Main content
Sorry, this episode is not currently available

The first synthesizer was so big it filled an entire room, but in the 1960s inventors like Bob Moog built downsized machines which would revolutionise pop music.

The first synthesizer was so big, it filled an entire room, but during the 1960s inventors built downsized machines which would go on to revolutionise pop music.

Pink Floyd’s Nick Mason charts the work of synth pioneers Bob Moog, Don Buchla and Dave Smith in the story of the most influential electronic instrument of all time.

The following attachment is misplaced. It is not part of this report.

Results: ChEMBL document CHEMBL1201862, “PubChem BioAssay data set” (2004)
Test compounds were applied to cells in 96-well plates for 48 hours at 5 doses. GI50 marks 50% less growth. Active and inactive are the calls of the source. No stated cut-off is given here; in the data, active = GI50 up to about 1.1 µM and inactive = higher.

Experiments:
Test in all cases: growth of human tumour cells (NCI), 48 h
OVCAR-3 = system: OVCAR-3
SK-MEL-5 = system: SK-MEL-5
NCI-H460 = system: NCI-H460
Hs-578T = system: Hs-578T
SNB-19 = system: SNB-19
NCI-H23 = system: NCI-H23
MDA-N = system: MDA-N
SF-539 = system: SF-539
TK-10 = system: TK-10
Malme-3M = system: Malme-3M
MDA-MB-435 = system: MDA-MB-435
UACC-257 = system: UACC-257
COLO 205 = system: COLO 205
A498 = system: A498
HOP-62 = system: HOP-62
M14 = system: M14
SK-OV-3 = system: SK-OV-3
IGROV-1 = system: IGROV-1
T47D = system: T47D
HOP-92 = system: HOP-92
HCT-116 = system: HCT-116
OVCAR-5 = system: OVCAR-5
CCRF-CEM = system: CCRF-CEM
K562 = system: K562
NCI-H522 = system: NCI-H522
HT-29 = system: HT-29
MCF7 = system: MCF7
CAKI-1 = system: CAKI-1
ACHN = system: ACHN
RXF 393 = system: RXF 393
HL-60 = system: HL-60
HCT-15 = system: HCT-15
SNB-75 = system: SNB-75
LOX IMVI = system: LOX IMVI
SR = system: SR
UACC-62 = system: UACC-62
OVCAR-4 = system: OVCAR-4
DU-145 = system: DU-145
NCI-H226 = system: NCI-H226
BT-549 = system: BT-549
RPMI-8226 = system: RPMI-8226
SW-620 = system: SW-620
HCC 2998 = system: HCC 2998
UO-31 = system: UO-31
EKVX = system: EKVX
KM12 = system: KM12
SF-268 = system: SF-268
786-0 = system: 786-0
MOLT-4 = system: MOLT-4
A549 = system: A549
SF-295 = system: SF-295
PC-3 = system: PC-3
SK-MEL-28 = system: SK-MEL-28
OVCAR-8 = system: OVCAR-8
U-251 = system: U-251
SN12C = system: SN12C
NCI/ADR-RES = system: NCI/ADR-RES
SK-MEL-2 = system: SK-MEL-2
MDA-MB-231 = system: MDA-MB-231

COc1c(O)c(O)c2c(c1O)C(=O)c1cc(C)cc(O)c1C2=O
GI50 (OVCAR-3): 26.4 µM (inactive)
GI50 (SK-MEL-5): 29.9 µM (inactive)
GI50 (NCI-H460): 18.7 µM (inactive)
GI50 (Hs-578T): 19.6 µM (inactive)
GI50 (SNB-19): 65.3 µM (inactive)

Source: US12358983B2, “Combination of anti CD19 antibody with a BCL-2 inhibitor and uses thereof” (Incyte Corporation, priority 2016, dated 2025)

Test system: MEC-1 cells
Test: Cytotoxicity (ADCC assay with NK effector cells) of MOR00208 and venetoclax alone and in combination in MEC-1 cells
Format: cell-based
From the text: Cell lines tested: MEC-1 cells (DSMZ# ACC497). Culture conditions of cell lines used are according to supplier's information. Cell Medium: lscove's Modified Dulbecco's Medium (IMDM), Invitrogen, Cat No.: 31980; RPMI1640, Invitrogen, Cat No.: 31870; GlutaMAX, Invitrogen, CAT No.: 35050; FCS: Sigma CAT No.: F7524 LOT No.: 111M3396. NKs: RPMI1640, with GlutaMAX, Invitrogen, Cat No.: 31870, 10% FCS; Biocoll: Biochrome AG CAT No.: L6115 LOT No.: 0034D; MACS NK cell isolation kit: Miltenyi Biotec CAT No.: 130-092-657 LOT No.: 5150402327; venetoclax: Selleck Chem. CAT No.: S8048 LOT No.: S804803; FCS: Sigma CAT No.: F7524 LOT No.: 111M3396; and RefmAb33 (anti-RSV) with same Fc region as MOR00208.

We learn how the synth came to sing with multiple voices, and how Japanese giants came to dominate the market - but arguably at a cost to creativity.

The series is produced in association with the Open University.

CONTRIBUTORS

Brian Kehew, producer and music historian

Tom Rhea, electronic music historian

Herb Deutsch, musician and collaborator with Bob Moog

Morton Subotnick

Suzanne Ciani

Peter Zinovieff, EMS and inventors of the VCS3 synthesizer

Mark Mothersbaugh, Devo

Nick Rhodes, Duran Duran

Rick Wakeman

Dave Smith, Sequential Circuits and inventor of the Prophet 5

DJ Jazzy Jeff

(Photo: A Moog synthesizer Credit: Getty Images)

53 minutes

Last on

Sun 26 May 2019 19:06GMT

Broadcasts

  • Sat 25 May 2019 11:06GMT
  • Sun 26 May 2019 19:06GMT

Find out more...

Find out more...

Nick Mason speaks to The Open University about Pink Floyd’s unique musical innovations.